Green was named the Atlantic Coast Conference men's basketball Player of the Year, the first Virginia Tech player to receive the award. He is only the third Hokie to ever earn a conference player of the year award, joining Virginia Tech legends Dell Curry (1986) and Bimbo Coles (1988), who earned Metro Conference Player of the Year honors.
During a down season for the Hokies (13-18, 4-14) under first-year head coach James Johnson, Green became the first ACC player since 1957 to lead the nation in scoring. The senior, known to die-hard Hokie basketball fans as "The Winchester Rifle" because of his hometown and his clutch shooting, averaged 25.4 points a game this season.
Not only did Green lead the nation in scoring, but he averaged more than 8 points a game more than the second-leading scorer in the conference. He dominated the opposition all season and scored at least 20 point in 28 of his 31 games.
He also broke the single-season scoring record for the Hokies, notching 786 points in his senior campaign.
Heading into the final regular season game of the year, Green needed 34 points to tie Coles' record of 785 points in a season, set during the 1989-90 season. The Winchester Rifle scored 36 to break the record.
For Virginia Tech basketball fans, Green's Player of the Year award and being named to the ACC first-team, were the lone bright spots in an otherwise forgettable season. And he won it in a landslide, taking 38 of the 76 first-place votes. Miami's Shane Larkin finished second with 23 votes.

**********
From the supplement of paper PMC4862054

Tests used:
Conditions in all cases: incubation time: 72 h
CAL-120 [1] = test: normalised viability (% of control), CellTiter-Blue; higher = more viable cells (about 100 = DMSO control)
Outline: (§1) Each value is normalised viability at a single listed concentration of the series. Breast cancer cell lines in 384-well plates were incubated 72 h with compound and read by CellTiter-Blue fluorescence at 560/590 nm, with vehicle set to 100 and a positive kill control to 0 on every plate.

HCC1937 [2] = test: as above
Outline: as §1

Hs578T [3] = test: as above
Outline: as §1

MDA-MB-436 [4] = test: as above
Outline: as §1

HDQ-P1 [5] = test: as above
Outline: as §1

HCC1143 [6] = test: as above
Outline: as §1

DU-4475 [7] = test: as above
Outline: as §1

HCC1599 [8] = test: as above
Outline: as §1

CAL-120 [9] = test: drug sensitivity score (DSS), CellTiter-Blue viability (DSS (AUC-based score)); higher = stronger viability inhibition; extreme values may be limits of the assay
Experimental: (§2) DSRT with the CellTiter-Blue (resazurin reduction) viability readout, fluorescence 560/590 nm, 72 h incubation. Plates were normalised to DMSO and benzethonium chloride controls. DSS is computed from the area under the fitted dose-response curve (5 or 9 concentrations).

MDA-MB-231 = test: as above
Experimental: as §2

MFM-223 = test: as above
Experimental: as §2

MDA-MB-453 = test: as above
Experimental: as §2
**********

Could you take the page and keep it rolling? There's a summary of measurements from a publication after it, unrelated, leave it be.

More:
His supporting cast, which played well a season ago, disappeared this year under a completely new coaching staff. Other teams double- and triple-teamed Green all season long, but they still couldn't stop him.
Green finished his career cracking the top 10 in career scoring at Virginia Tech, surpassing Ace Custis (1993-97) for 10th place. Interestingly enough, Custis was the last player, and only the fourth Hokie ever, to have his jersey retired and hung from the rafters at Cassell Coliseum.
Fans are already talking about how Green deserves to join Custis, Curry, Coles and Allan Bristow in the rafters of the Coliseum. While that honor may be debated, no one is questioning Green's worthiness when it comes to being the ACC's best player.